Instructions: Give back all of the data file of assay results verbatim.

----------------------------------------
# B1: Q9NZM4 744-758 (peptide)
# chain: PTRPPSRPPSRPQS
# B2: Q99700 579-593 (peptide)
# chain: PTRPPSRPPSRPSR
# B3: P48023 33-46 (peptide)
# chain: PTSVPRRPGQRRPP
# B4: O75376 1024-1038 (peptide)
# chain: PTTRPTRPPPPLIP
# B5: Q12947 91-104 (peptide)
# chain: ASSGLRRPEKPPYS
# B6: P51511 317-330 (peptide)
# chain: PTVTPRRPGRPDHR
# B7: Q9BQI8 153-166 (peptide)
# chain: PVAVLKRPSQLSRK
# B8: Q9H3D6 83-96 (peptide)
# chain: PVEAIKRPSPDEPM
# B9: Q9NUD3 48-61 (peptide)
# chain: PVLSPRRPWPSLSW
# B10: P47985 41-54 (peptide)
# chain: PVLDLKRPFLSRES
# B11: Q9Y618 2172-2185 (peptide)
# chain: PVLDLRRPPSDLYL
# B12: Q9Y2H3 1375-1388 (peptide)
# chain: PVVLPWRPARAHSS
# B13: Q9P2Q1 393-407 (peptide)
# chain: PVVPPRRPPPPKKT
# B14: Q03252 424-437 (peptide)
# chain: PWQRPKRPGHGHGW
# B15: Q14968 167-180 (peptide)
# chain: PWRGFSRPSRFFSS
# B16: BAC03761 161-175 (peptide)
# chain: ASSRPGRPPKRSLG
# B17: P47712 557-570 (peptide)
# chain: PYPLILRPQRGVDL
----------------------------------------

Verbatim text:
# B1: Q9NZM4 744-758 (peptide)
# chain: PTRPPSRPPSRPQS
# B2: Q99700 579-593 (peptide)
# chain: PTRPPSRPPSRPSR
# B3: P48023 33-46 (peptide)
# chain: PTSVPRRPGQRRPP
# B4: O75376 1024-1038 (peptide)
# chain: PTTRPTRPPPPLIP
# B5: Q12947 91-104 (peptide)
# chain: ASSGLRRPEKPPYS
# B6: P51511 317-330 (peptide)
# chain: PTVTPRRPGRPDHR
# B7: Q9BQI8 153-166 (peptide)
# chain: PVAVLKRPSQLSRK
# B8: Q9H3D6 83-96 (peptide)
# chain: PVEAIKRPSPDEPM
# B9: Q9NUD3 48-61 (peptide)
# chain: PVLSPRRPWPSLSW
# B10: P47985 41-54 (peptide)
# chain: PVLDLKRPFLSRES
# B11: Q9Y618 2172-2185 (peptide)
# chain: PVLDLRRPPSDLYL
# B12: Q9Y2H3 1375-1388 (peptide)
# chain: PVVLPWRPARAHSS
# B13: Q9P2Q1 393-407 (peptide)
# chain: PVVPPRRPPPPKKT
# B14: Q03252 424-437 (peptide)
# chain: PWQRPKRPGHGHGW
# B15: Q14968 167-180 (peptide)
# chain: PWRGFSRPSRFFSS
# B16: BAC03761 161-175 (peptide)
# chain: ASSRPGRPPKRSLG
# B17: P47712 557-570 (peptide)
# chain: PYPLILRPQRGVDL